I’m pretending to be a woman
Not really the short skirts and makeup sort, me. No, I’ve written a book in the first person, as Amber Farrell, a Denver PI having a hard time and tangling with the hidden paranormal world in Colorado.
As I put it to my editor, I like a challenge. Why this one?
Simply put: range. If I have a male protagonist, he can be tough or he can be sensitive. Yes, I know great writers can carry it off and have tough, sensitive, credible, male protagonists. And I aspire to be able to carry it off too, one day.
In the meantime, when Amber smashes through the window, firing her gun and taking out the bad guys, you won’t (I hope) be thinking ‘more macho bullshit’. And when Amber later hugs the young girl she saved and takes comfort from it, despite knowing she will never have a daughter to hold like that, you won’t feel it’s out of character.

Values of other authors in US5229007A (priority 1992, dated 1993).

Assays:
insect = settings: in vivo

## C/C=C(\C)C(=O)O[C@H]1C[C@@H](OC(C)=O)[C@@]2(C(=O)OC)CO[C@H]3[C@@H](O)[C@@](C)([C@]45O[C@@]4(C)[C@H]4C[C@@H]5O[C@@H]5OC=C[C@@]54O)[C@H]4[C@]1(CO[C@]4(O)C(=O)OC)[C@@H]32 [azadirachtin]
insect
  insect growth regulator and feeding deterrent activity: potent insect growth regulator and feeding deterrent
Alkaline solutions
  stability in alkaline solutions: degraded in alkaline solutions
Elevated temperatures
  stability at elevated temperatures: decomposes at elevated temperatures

I’ve loved writing about Amber, exploring tough and snarky, sexy and unsubtle right alongside restrained, sensitive and hurt, with even the odd tear.
When I came out (so to speak) as the male author of a female protagonist, my friends and family were very supportive.
Some of them suggested that I could hide my gender, pretend to be Marcia rather than Mark. It was tempting, but in the end I went with some advice from Stella Duffy (if you haven’t already, go read her now):
“Be honest and concentrate on the story. Don’t pretend to be what you’re not. The story’s the important thing. Do it right and they’ll love you for it.”
I hope I did it right.